September is traditionally the month to kick off not only the school year, but the “church year” as well (even though the liturgical year actually does not begin until late November with the season of Advent!). In that spirit, we will be kicking off not only many of our programs that were previously on summer break, but also a new sermon series on the Sunday after Labor Day. Unlike many of my recent sermon series, this one is structured on an outside book, “They Like Jesus, but Not the Church: Insights from Emerging Generations” by Dan Kimball, a pastor in Santa Cruz, California. He puts to ink the testimonies of many people in my age bracket, including how they feel the church is perceived today…and he’s got news for us: it isn’t always good. Dan structures his book in part into six separate chapters, each tackling a particular perception, and so we will be taking the next six Sundays to do the same as we struggle and wrestle with what the church could be doing more of, or be doing better, in our world—but there will also be plenty of hope, though, for the church and our future, throughout the series!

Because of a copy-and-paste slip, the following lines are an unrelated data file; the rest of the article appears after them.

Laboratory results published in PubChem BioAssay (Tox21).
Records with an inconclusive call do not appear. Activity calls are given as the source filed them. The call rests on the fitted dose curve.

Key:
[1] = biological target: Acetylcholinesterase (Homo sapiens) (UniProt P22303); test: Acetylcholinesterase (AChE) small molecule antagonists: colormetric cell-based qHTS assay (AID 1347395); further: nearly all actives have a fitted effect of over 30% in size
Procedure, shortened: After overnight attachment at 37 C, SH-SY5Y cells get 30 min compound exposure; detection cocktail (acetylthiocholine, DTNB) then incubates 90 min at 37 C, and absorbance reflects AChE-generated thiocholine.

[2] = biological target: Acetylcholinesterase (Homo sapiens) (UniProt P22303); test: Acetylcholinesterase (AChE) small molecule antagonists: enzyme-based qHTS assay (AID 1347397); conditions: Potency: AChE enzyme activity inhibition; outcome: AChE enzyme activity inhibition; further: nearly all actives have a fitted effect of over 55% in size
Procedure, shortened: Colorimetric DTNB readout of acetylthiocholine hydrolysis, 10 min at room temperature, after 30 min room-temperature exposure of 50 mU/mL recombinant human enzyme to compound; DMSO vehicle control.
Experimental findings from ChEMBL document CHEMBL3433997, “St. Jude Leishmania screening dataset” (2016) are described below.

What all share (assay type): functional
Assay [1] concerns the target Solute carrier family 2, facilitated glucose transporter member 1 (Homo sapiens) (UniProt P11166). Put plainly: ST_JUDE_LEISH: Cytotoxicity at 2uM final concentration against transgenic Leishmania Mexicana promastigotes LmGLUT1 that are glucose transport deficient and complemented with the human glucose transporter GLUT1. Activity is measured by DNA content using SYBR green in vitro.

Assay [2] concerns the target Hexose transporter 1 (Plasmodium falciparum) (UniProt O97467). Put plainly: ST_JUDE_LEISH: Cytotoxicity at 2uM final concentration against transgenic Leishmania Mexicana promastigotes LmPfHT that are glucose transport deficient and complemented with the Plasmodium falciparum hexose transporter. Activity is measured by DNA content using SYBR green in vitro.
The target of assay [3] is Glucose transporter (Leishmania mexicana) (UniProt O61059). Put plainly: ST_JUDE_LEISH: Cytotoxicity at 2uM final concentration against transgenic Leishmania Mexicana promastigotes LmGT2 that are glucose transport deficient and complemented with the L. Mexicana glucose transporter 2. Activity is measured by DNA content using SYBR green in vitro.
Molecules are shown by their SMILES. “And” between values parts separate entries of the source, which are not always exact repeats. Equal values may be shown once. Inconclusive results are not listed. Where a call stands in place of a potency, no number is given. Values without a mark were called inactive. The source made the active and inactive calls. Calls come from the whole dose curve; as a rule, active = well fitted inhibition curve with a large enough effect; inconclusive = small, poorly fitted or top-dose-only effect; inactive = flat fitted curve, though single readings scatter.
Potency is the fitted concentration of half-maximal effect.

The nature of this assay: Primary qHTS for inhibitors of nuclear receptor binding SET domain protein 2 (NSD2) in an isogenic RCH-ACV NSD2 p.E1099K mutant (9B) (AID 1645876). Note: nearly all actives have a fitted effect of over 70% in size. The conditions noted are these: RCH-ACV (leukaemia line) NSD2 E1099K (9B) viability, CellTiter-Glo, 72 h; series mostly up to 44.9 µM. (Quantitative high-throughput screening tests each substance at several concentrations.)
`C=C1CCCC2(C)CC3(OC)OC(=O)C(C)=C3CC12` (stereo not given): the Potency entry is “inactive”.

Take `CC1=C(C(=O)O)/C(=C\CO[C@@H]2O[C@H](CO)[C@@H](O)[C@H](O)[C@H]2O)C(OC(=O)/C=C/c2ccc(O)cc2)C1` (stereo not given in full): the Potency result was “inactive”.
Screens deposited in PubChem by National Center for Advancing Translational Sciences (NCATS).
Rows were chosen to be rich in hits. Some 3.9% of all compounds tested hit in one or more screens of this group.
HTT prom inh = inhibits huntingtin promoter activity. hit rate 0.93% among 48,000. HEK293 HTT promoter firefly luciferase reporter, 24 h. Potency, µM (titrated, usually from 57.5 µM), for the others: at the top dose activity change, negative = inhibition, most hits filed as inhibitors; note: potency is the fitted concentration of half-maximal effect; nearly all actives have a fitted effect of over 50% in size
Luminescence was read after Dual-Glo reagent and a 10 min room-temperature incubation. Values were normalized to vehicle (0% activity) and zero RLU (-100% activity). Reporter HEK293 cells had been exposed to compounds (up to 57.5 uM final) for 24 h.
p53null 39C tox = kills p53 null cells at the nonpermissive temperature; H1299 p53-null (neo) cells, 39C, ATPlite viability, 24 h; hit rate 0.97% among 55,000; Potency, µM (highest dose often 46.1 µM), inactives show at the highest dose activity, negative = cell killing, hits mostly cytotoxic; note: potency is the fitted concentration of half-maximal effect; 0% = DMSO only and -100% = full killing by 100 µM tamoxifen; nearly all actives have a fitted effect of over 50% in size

“They Like Jesus, But Not the Church: Insights from Emerging Generations” Sermon Series

September 9: They think the church has a political agenda 
“Vote 4 Jesus,” Matthew 10:1-4 

September 16: They think the church is judgmental and negative 
“In Persona Christi,” Luke 6:27-37 

September 23: They think the church arrogantly claims all other religions are wrong 
“Manifest Proofs,” John 12:44-50 

September 30: They think the church is dominated by males and oppresses females
“The Deaconess’s Portion,” Romans 16:1-2

October 7: They think the church is homophobic
"High Park's on Fire," Isaiah 1:9-17

October 14: They think the church is full of fundamentalists who take the whole Bible literally
"Human Traditions," Mark 7:1-9